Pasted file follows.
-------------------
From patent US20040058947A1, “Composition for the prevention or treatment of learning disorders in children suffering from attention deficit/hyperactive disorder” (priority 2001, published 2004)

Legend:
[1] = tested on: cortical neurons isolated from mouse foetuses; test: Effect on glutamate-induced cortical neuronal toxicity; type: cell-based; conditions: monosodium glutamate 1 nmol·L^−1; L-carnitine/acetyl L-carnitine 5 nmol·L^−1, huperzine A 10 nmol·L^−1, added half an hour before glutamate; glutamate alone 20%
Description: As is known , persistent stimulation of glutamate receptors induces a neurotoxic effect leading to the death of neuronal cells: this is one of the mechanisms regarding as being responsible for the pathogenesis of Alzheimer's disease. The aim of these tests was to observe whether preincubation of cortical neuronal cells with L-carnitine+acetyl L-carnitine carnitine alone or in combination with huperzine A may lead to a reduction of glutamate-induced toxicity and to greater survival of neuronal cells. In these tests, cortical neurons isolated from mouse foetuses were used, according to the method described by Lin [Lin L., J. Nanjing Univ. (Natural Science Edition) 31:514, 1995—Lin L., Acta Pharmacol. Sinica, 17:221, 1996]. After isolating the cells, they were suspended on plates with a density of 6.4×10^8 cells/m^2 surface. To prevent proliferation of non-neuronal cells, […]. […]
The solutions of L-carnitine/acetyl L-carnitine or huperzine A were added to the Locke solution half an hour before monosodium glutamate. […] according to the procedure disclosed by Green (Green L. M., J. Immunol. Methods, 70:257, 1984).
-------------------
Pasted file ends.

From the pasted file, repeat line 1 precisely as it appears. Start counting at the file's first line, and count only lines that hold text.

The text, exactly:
From patent US20040058947A1, “Composition for the prevention or treatment of learning disorders in children suffering from attention deficit/hyperactive disorder” (priority 2001, published 2004)